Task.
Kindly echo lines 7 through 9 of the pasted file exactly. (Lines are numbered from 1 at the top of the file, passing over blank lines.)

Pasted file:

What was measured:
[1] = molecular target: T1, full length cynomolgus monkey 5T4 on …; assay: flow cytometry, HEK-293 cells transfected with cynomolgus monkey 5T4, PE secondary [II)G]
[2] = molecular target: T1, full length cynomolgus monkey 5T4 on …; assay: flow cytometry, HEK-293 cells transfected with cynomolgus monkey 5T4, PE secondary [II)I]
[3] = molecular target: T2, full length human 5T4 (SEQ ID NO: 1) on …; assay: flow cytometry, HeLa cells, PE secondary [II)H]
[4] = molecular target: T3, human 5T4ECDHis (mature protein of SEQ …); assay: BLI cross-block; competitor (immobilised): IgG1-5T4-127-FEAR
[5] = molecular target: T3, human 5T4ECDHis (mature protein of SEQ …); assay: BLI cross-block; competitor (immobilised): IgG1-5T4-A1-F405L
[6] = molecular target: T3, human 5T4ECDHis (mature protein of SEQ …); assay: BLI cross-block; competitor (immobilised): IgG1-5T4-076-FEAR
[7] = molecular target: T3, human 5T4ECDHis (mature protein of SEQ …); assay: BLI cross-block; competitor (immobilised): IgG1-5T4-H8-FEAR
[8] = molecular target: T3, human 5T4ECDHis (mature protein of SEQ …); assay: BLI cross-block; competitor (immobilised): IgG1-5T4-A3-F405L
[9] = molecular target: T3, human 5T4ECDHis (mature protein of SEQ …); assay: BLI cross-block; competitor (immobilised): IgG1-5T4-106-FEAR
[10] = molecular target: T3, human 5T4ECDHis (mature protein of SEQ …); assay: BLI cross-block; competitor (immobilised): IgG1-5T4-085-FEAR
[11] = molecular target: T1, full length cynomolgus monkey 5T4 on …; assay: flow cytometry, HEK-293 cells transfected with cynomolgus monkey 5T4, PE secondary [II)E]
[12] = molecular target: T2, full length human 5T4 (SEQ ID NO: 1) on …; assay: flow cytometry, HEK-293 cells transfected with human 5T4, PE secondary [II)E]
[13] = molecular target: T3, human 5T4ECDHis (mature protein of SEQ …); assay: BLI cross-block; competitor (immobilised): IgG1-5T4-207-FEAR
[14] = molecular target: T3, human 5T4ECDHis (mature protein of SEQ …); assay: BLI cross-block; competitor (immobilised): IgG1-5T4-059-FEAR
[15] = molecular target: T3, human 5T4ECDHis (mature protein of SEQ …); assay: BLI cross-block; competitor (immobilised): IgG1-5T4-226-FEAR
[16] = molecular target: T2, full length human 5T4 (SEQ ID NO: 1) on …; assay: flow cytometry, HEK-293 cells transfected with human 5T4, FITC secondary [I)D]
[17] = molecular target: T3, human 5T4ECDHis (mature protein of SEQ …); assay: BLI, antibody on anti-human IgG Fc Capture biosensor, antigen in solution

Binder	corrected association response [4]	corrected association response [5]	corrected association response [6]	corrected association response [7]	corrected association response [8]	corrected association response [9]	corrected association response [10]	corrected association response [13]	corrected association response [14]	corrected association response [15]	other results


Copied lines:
[6] = molecular target: T3, human 5T4ECDHis (mature protein of SEQ …); assay: BLI cross-block; competitor (immobilised): IgG1-5T4-076-FEAR
[7] = molecular target: T3, human 5T4ECDHis (mature protein of SEQ …); assay: BLI cross-block; competitor (immobilised): IgG1-5T4-H8-FEAR
[8] = molecular target: T3, human 5T4ECDHis (mature protein of SEQ …); assay: BLI cross-block; competitor (immobilised): IgG1-5T4-A3-F405L